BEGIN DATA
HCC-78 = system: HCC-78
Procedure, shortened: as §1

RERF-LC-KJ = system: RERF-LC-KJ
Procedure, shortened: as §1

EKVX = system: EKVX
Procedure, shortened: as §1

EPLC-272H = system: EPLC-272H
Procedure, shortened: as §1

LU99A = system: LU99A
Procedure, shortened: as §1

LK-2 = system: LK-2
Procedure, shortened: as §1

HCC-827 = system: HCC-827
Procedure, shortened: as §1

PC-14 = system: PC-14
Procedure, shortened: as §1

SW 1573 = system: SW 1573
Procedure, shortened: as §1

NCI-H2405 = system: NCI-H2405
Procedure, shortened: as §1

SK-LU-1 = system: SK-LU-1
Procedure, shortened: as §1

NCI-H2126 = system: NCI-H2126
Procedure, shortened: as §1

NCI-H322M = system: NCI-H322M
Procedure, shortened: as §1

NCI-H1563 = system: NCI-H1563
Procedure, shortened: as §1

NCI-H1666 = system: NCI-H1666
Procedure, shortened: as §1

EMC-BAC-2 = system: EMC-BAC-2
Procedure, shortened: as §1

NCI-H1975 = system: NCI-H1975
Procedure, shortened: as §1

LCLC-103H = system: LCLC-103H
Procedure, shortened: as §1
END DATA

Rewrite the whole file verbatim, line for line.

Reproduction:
HCC-78 = system: HCC-78
Procedure, shortened: as §1

RERF-LC-KJ = system: RERF-LC-KJ
Procedure, shortened: as §1

EKVX = system: EKVX
Procedure, shortened: as §1

EPLC-272H = system: EPLC-272H
Procedure, shortened: as §1

LU99A = system: LU99A
Procedure, shortened: as §1

LK-2 = system: LK-2
Procedure, shortened: as §1

HCC-827 = system: HCC-827
Procedure, shortened: as §1

PC-14 = system: PC-14
Procedure, shortened: as §1

SW 1573 = system: SW 1573
Procedure, shortened: as §1

NCI-H2405 = system: NCI-H2405
Procedure, shortened: as §1

SK-LU-1 = system: SK-LU-1
Procedure, shortened: as §1

NCI-H2126 = system: NCI-H2126
Procedure, shortened: as §1

NCI-H322M = system: NCI-H322M
Procedure, shortened: as §1

NCI-H1563 = system: NCI-H1563
Procedure, shortened: as §1

NCI-H1666 = system: NCI-H1666
Procedure, shortened: as §1

EMC-BAC-2 = system: EMC-BAC-2
Procedure, shortened: as §1

NCI-H1975 = system: NCI-H1975
Procedure, shortened: as §1

LCLC-103H = system: LCLC-103H
Procedure, shortened: as §1